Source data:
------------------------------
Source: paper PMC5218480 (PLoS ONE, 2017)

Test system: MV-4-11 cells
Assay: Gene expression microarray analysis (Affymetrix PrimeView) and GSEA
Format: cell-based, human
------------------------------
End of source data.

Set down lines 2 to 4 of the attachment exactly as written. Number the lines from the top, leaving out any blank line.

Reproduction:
Test system: MV-4-11 cells
Assay: Gene expression microarray analysis (Affymetrix PrimeView) and GSEA
Format: cell-based, human